By Lisa Raisor, Director of Curriculum, College of IT, Western Governors University
Early in my career as a programmer, I worked with a company that manufactured electronic appliance controls. I was the first woman to be hired into the engineering group, and I am happy to share that I had a great experience there. Despite a few awkward moments — “Should one of us offer to sit with her at lunch?” — I was welcomed and respected. I left to do consulting work, and that company, along with several other appliance companies, became my clients.
It is common for companies to conduct focus groups to evaluate consumer response to a potential new product. At the time I was consulting, electronic appliance control prototypes were often built and used in focus group settings to evaluate the way users interact with the appliance and to gather feedback on ease of use. These prototypes included the display, buttons, and a microprocessor programmed in an assembly code. They took time and money to build and program, and companies would often do several rounds of focus groups with several prototype versions to determine the most desirable features to include to appeal to mass consumers.
At one point, I began developing virtual prototypes using touch screen technology to replace the costly physical prototypes. This was nearly thirty years ago, well before touch screens were commonplace. Those touchscreen prototypes were pretty simple by today’s standards, but somewhat novel back then. More importantly, once the prototype framework was built, it was much easier and cheaper to create virtual prototype versions rather than physical prototypes for focus groups.
One particular project sticks in my mind. A focus group was being held to evaluate a set of kitchen range controls. The number of possible buttons was limited by space. Some buttons were definitely required, such as Clock, Timer and Cancel. Others were optional, based on desired features and available button space. This particular range was to offer a delayed baking feature. It was a given that one button would be needed for entering the cooking time, but there was room either for a “Stop Time” or “Start Time” button — not both. Would users prefer to enter the time that they wanted the oven to start cooking (Start Time) or the time they wanted cooking to be complete (Stop Time), letting the control calculate when it should turn the oven on?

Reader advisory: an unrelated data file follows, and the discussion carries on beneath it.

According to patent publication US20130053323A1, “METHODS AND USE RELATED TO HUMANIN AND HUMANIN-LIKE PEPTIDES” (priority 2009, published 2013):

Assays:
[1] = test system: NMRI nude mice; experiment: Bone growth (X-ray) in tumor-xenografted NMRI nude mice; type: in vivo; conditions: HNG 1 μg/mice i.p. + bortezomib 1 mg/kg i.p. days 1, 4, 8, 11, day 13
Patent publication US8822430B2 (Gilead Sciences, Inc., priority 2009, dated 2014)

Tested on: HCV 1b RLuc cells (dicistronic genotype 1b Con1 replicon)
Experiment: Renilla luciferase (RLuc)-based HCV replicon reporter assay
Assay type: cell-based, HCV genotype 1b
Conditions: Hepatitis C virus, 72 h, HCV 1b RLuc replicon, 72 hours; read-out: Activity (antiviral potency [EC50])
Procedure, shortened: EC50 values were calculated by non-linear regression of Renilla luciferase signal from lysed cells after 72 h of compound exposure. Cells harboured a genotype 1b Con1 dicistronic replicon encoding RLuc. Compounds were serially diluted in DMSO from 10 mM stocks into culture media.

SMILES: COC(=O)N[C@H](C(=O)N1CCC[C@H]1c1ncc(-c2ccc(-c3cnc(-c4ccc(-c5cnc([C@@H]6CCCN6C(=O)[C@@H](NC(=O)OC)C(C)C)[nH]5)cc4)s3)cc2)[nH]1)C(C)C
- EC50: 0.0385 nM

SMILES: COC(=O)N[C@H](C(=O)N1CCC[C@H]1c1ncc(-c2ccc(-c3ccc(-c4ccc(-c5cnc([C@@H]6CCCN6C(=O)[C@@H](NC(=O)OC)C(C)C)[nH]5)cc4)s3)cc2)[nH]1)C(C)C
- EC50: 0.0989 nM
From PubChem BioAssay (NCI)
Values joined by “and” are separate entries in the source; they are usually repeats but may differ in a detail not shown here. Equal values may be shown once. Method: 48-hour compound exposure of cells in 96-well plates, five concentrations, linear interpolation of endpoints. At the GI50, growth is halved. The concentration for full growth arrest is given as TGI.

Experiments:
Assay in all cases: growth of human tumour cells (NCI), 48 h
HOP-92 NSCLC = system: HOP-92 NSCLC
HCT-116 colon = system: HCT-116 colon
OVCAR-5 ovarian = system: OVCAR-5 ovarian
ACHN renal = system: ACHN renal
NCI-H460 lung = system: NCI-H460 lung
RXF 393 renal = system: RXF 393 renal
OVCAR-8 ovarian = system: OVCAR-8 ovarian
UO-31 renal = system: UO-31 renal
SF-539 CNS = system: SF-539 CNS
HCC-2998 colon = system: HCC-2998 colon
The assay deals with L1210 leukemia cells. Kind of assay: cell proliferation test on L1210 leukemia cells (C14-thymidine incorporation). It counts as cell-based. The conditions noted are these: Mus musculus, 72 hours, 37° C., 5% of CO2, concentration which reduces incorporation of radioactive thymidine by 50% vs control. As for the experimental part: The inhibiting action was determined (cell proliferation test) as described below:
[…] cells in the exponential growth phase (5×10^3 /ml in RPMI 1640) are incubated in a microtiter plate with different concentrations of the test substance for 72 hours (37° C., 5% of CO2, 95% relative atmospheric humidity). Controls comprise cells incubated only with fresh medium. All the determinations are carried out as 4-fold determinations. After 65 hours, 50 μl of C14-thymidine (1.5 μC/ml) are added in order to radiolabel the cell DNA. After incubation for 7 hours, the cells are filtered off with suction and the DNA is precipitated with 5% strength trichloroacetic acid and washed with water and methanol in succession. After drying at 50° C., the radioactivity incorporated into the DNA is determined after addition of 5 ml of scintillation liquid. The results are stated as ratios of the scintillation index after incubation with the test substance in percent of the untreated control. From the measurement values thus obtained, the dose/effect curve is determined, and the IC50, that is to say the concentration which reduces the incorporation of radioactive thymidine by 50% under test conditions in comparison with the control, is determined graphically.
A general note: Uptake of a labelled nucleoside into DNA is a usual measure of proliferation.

A focus group was scheduled to answer the question. I created two virtual prototypes — one with a “Stop Time” button and one with a “Start Time” button. The focus group results were returned and they were split — right down gender lines.
As I pointed this out to the leadership and largely male engineering team, it hit me why it is so important for women to be part of the technology workforce. Technology isn’t “out there,” an abstract field full of mathematical constructs and obtuse equations. It’s practical. Through technology, we have the power to impact the way we live and work, but it takes a balanced team of men and women. So let me conclude my thirty-year-old story. With focus group preferences evenly split along gender lines, which button eventually won? Both. Both functions are possible as a result of asking people for their opinion and listening. Thanks to diversity in the workplace, all opinions matter.
Though I am not so bold to count myself among the female pioneers of the tech industry, I have seen what women’s perceptions and perspectives bring to the field. I joined WGU in 2016 to help shape the university’s IT curriculum and to ensure that our tech graduates are well-equipped for success in the workforce. I also wanted to share my experiences with women who are considering tech careers. I am proud to be part of a university that supports women with opportunities like the Women in Tech Scholarship to strengthen the IT industry and workforce.
Raisor has spent more than fifteen years in higher education in the IT field and more than ten years as a programmer and systems analyst. She has a B.S. in computer science and math from Western Michigan University and an M.S. in education, with a focus on instructional design for online learning, from Capella University.